A striking new feature of the welfare systems in many Western countries is the extent to which market relations have permeated social services. Conceptions of 'risk management' now dominate the way parents and children are responded to, while new technologies aim to 'measure' their relationship with state service providers. Bureaucratic control is increasing, while resources are reduced. These factors have led to the demise of the traditional role of the social worker as one who engages with the client in a supportive encounter. Professional competence within social work is increasingly tied to 'mastering' scientific knowledge and new technical skills. The result of collaboration between authors from Canada, Britain and Australia, Social Work in a Corporate Era offers a critical overview of these developments and their implications. It provides a re-evaluation of the assumptions and practices of the critical social work tradition and explores the possibility of rebuilding an 'emancipatory' social work. The authors aim to disentangle the debate between Marxism, feminism and anti-racism, in the context of both postmodern challenges and the corporate restructuring of the welfare state. Calling for the development of a new politics of social work practice, this book addresses many of the urgent issues facing welfare state practitioners in health and social services today.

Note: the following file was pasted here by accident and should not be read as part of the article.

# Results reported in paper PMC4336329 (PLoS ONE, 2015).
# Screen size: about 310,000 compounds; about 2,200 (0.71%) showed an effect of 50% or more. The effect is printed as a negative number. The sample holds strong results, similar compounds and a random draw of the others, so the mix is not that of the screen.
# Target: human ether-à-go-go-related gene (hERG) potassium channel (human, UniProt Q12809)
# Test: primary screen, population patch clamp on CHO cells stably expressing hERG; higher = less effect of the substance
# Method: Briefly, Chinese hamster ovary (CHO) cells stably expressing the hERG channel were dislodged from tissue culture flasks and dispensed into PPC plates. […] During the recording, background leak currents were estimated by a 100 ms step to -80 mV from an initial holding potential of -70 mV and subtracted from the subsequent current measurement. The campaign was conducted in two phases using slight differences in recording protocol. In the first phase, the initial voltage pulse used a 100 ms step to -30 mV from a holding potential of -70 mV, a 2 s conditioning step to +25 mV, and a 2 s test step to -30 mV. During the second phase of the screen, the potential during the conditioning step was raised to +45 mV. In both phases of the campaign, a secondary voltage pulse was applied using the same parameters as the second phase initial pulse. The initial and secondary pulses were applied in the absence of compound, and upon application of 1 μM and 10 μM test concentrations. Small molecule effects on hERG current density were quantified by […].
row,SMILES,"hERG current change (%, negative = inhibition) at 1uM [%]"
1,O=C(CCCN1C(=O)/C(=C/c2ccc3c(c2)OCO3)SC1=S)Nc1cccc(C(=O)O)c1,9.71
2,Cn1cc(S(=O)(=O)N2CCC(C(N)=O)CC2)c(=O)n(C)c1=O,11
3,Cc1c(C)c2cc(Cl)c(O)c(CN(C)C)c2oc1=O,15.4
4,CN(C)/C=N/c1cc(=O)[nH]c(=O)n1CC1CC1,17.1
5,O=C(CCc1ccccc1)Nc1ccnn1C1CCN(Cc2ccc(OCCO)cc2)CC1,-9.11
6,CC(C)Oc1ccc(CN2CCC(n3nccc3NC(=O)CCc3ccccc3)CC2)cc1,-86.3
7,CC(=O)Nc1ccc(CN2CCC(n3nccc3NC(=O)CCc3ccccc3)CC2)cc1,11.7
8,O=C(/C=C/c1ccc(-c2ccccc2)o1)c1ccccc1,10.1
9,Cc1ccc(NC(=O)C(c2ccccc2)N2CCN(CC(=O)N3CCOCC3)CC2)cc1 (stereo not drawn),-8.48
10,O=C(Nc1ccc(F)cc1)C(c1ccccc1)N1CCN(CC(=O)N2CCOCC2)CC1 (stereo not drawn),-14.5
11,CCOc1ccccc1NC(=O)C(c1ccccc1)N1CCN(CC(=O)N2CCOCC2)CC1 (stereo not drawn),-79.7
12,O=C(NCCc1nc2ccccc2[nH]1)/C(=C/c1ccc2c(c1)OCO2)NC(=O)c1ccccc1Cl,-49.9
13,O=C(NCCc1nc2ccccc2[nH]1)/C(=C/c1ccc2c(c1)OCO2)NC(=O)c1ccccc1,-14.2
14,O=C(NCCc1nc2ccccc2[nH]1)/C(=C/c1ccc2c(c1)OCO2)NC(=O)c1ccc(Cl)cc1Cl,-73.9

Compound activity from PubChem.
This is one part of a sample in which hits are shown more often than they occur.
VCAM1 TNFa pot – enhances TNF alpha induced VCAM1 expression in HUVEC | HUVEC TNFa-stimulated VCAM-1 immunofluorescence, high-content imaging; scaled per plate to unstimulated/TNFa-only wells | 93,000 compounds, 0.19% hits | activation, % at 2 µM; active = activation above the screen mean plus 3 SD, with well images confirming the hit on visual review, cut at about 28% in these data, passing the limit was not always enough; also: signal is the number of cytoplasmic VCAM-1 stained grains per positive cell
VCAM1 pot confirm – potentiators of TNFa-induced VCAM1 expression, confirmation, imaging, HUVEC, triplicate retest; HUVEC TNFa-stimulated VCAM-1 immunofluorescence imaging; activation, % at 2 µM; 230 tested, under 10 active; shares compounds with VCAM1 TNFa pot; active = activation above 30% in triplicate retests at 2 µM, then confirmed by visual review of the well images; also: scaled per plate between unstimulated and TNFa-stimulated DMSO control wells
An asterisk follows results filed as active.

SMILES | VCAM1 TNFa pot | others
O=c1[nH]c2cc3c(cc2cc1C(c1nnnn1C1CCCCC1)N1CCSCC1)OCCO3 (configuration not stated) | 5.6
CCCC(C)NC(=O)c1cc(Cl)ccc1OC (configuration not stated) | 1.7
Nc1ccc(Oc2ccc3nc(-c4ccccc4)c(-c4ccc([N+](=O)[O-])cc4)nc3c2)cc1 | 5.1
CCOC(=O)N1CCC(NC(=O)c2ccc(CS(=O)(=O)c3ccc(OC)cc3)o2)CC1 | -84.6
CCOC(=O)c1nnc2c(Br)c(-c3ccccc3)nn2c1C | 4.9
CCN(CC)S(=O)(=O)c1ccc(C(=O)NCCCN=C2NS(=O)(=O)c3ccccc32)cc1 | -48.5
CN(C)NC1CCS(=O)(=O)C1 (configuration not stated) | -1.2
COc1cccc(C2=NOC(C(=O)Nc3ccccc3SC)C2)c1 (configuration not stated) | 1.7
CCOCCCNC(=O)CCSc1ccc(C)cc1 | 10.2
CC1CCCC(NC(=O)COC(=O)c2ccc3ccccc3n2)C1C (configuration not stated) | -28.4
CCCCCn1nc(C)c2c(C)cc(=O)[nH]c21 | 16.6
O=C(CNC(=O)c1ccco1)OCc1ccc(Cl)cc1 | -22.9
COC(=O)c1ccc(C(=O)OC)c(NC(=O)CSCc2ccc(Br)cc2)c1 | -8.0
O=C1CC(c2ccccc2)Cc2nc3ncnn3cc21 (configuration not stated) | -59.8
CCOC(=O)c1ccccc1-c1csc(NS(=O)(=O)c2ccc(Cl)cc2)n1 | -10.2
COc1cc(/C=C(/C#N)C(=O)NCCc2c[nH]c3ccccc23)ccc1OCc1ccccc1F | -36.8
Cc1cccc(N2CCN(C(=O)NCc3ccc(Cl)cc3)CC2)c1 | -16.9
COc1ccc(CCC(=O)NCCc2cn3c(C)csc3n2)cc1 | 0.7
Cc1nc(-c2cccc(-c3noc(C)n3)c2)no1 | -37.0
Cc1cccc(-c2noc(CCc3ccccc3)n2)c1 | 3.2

part I|56 pages

Theory, Reflection, Emotion

chapter 1|13 pages

The Uses of Theory and the Problems of Pessimism

ByPeter Leonard

chapter 2|15 pages

Critical Reflection and Transformative Possibilities

ByJan Fook

chapter 3|14 pages

Post-Theories for Practice: Challenging the Dogmas

ByNigel Parton

chapter 4|12 pages

Subject-to-Subject: Reclaiming the Emotional Terrain for Practice

ByLinda Davies, Sara Collings

part II|51 pages

Cultural Politics, Language, Collectivity

chapter 5|17 pages

Whose Side Are You On? Politicized Identities

ByMichele Gnanamuttu

chapter 6|15 pages

Texts and Power: Toward a Critical Theory of Language

ByAnthony Paré

part III|51 pages

Narrative, Critical Consciousness, Emancipation